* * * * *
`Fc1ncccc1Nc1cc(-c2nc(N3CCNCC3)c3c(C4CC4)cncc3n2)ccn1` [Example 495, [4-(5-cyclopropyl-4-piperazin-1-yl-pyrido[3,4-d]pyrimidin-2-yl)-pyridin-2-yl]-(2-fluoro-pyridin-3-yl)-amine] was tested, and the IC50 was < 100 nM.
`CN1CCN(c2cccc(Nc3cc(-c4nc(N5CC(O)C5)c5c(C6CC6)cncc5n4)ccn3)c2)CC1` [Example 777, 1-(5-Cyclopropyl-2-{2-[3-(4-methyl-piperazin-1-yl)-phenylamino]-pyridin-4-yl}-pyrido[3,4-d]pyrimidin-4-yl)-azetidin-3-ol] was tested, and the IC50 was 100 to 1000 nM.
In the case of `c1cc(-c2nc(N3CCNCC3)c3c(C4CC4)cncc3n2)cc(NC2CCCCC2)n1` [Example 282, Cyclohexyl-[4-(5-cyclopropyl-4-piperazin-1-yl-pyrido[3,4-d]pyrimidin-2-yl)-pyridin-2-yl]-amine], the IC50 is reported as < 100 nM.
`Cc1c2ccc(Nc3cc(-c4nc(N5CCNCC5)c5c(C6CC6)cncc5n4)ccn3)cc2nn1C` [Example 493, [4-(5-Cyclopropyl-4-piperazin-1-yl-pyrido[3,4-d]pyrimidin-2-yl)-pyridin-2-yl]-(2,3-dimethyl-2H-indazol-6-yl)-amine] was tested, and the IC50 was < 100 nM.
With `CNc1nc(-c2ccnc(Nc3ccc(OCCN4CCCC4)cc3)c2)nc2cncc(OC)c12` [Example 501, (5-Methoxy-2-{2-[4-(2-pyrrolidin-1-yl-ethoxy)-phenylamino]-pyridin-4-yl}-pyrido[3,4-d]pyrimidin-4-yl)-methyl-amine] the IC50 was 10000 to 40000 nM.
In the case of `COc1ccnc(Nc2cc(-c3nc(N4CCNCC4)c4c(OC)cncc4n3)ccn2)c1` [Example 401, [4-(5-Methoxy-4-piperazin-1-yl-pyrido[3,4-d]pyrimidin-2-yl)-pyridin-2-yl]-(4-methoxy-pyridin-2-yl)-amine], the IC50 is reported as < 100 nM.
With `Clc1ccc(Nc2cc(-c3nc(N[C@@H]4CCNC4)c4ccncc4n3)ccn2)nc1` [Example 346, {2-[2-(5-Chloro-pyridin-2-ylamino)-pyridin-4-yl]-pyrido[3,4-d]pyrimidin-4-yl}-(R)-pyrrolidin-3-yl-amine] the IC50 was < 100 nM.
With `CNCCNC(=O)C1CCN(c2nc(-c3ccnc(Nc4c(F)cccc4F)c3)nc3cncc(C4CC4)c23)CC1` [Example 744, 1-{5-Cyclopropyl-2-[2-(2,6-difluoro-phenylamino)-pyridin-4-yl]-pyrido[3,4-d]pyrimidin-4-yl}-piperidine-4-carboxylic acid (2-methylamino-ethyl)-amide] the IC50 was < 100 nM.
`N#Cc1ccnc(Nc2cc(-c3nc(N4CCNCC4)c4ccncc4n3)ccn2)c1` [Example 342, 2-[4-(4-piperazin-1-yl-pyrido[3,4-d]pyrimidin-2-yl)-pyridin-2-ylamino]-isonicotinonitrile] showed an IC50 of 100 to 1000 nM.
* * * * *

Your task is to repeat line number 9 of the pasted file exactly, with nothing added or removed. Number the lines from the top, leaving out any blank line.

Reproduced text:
`N#Cc1ccnc(Nc2cc(-c3nc(N4CCNCC4)c4ccncc4n3)ccn2)c1` [Example 342, 2-[4-(4-piperazin-1-yl-pyrido[3,4-d]pyrimidin-2-yl)-pyridin-2-ylamino]-isonicotinonitrile] showed an IC50 of 100 to 1000 nM.